There are other effects, certainly. Gamma radiation is spewed out in copious amounts from the supernova, and there are two sources. One is the nuclear reactions that go crazy during the supernova explosion, but these are low energy nuclear gammas, and are readily shielded. Other gammas are made in the explosion and shock wave, and these can be of higher energy and therefore more penetrating. Thus, besides the EMI damage radius for each star type, there is a gamma damage radius. Staying inside is good against gammas, and almost all aliens will be living in large enclosed cities. Perhaps they just go to the basement to avoid personal injury.

To abstract what has been hinted upon, there is some distance that the supernova can be without damage to the civilization and the planet as well, and some distance at which a migration is necessary. Either the planet’s habitability or some aspect of the civilization will be terminated. Will there be enough warning time?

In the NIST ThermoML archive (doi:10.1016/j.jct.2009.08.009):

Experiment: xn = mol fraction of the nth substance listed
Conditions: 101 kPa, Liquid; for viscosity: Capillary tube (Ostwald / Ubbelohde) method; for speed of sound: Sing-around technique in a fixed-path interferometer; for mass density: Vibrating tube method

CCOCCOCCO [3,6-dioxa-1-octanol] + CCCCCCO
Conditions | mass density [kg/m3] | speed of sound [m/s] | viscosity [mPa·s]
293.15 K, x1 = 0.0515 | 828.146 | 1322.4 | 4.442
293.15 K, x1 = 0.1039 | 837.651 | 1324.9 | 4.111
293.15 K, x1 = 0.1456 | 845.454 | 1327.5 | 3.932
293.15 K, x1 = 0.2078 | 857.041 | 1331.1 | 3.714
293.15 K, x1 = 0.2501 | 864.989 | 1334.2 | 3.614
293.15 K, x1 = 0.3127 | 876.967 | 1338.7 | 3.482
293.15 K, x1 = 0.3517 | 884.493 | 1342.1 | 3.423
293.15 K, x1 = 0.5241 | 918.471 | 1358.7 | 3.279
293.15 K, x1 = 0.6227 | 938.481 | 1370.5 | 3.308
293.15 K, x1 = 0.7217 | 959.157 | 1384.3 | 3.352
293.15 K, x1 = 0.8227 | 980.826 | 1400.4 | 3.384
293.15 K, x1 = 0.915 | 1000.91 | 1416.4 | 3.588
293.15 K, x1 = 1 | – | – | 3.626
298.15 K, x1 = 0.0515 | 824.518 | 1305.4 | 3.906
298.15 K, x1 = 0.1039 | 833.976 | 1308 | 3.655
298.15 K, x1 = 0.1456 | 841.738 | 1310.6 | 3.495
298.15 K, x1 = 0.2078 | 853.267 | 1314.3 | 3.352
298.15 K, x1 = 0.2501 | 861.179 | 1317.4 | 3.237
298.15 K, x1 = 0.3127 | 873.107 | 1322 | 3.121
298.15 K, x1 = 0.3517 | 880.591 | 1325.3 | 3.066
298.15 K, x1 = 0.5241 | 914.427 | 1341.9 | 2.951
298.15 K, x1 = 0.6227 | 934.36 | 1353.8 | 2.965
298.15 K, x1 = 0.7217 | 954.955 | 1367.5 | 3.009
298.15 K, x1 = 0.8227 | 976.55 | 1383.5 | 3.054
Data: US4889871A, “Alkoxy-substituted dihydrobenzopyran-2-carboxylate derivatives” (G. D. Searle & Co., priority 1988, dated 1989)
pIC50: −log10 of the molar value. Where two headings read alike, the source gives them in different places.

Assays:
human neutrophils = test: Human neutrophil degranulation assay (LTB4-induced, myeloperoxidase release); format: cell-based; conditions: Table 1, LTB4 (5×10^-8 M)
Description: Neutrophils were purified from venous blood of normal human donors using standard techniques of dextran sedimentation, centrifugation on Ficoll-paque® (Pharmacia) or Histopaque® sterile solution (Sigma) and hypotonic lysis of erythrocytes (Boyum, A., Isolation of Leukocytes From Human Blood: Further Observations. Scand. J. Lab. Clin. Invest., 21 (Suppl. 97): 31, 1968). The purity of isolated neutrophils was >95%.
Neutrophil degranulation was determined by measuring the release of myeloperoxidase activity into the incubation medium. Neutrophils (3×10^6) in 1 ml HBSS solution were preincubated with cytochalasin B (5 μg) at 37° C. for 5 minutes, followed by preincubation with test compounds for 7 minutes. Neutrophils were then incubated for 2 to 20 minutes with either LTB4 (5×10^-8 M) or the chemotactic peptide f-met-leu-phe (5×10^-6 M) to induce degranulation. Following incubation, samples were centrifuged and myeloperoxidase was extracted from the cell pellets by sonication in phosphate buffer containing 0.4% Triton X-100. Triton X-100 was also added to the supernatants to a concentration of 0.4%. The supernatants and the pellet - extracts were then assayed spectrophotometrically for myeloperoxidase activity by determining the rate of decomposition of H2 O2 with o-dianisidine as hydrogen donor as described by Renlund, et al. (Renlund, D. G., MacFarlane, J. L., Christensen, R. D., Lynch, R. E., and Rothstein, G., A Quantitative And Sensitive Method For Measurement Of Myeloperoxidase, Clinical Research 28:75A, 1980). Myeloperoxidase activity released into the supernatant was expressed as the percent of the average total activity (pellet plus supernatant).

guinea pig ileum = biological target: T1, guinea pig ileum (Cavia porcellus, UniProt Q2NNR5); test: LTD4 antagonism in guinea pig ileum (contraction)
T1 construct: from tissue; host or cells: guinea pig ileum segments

For the white dwarf supernovas, a monitoring would have to be done of all the sufficiently close white dwarfs to see if there is infalling matter that would lead to a supernova explosion. The telescopic ability of the alien civilization would certainly be capable of monitoring all the white dwarfs to the outer damage radius of a white dwarf supernova. They are extremely numerous in the galaxy, but they do not change rapidly with time, so monitoring should be a piece of cake.

For large, hot star supernovas, we can almost do that now, based on a good determination of spectral lines, which tell us what elements exist in the star, and a good mass determination. There are some caveats. Large stars are like the earth, having different layers, which do not mix very much. Knowing what the layering is inside a hot star would mean more extensive measurements, and a good theoretical knowledge of the nuclear reactions inside. We almost have that now, and certainly aliens would have it early in their approach to asymptotic astrophysics. So the answer is yes, they would be able to generate a window of time during which the hot star would turn into a supernova.